February 26, 2013
With border security front and center in national debate, a symposium co-hosted by ASU intends to link that issue to mutual economic security among the United States, Canada and Mexico – the largest trading bloc in the world – and how both issues impact Arizona’s business community. The March 18-19 event is being organized by ASU’s North American Center for Transborder Studies (NACTS) at the university’s Downtown Phoenix campus and the Sheraton Phoenix Downtown Hotel.
“Trilateral Border Issue Symposium” will provide a forum for scholars, practitioners, business organizations and government officials from all three countries to examine and evaluate cross-border trade challenges facing Arizona business owners. By comparing and contrasting a wide range of activities on the U.S. northern and southern borders, participants from places including Mexico City, Ottawa and Washington, D.C., should come away with greater insight into solving border problems both north and south, said Rick Van Schoik, NACTS director.
June 27, 2012
The Los Angeles Times, 06/27/2012
Across the state, the law’s “show me your papers” provision upheld by the Supreme Court has created confusion and anxiety, and moved Latinos — both legal and illegal residents — to ask an overriding question: How can you promise we won’t be singled out because of how we look?
If I’m traveling with other Latinos in a carpool will I be stopped?
Will you accept my Mexican-issued ID?
If I witness a crime, should I call the police?
April 24, 2010
Phil Gordon, Mayor of Phoenix, Washington Post, 4/24/2010
As an immigration bill that nationally embarrasses Arizona becomes bad law, our best hope in my hometown is that the rest of America doesn’t do to Arizona what Senate Bill 1070 requires our police officers to do to people with brown skin: “profile” them based on stereotypes and insufficient information.
Arizona is not a state seething with hatred, eager to trample the civil rights of residents in haphazard pursuit of illegal immigrants. Nor are most Arizonans bigots eager to drag our state back to the 1980s, when Gov. Evan Mecham’s absurd behavior made our home a national laughingstock.
October 1, 2009
Arizona Republic, 10/1/09
Federal agencies have teamed up with local law- enforcement agencies in a permanent task force to stem the flow of drugs and cash from Mexico and illegal firearms going south.
Aiming specifically at the Sinaloan cartel, six federal agencies along with Phoenix Police Department and Maricopa County Sheriff’s Office have created a new task force that in its first months has netted 68 arrests, 89 wiretaps and the seizure of $45 million in cartel assets, 106 kilograms of cocaine, 146 pounds of methamphetamine and 4,000 pounds of marijuana.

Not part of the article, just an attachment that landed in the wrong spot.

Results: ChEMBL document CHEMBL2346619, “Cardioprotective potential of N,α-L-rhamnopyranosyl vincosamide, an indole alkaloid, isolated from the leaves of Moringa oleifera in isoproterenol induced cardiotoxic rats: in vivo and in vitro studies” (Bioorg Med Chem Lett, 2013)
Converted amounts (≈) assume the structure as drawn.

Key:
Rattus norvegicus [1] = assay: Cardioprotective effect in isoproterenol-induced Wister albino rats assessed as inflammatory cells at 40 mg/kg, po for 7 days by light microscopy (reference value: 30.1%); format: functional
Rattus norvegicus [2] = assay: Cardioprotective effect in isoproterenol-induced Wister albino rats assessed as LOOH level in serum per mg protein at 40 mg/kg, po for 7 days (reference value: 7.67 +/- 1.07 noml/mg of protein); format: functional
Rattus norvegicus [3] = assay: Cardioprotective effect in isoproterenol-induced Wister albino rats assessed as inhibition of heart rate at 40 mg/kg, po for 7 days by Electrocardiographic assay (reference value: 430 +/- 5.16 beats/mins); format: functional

August 5, 2009
Photo by Flickr user cobalt 123
The Arizona Republic, 8/5/2009
It was another sweep, with more arrests and complaints of racial profiling.
Valley residents are getting used to the fanfare and bitter debate that accompany Maricopa County Sheriff Joe Arpaio’s “crime suppression operations,” like the one in Chandler nearly two weeks ago.
It has been 18 months since Arpaio launched the first raid in central Phoenix, but do they work?
Arpaio says “yes”: The operations clear warrants, nab illegal immigrants and reinforce the message that illegal immigrants aren’t welcome in the county.
March 25, 2009
The Associated Press, 3/25/2009
Phoenix Mayor Phil Gordon
Posing as police officers, gunmen in bulletproof vests pulled over a motorist, took him to a Phoenix house, bound him with zip ties and held him for a $30,000 ransom in an abduction that may have been carried out by Mexican drug smugglers.
The abduction earlier this month was one of nearly 1,000 kidnappings reported in Phoenix over the past three years in a surge of lawlessness so terrifying that the mayor welcomed the news this week that Washington is sending more manpower and equipment to the Mexican border, 180 miles to the south.
March 19, 2009
Op-Ed, Washington Post, 3/19/2009
Weapons seized from Mexican cartels last November
X-Caliber, a gun store in a nondescript neighborhood in Phoenix’s northern section, has become embroiled in Mexico’s turmoil. The gun shop’s proprietor, the name of whose shop might indicate familiarity with Arthurian legend, is on trial here, accused of selling at least 650 weapons, including AK-47 rifles, in small lots to “straw buyers” — persons who illegally pass on the weapons to the cartels, thereby fueling the violence that killed more than 6,000 Mexicans last year.
The prosecution of the proprietor is part of the U.S. attempt to stop the southward flow of weapons and bulk currency while Mexico combats the northward flow of drugs and of human beings brought by “coyotes.”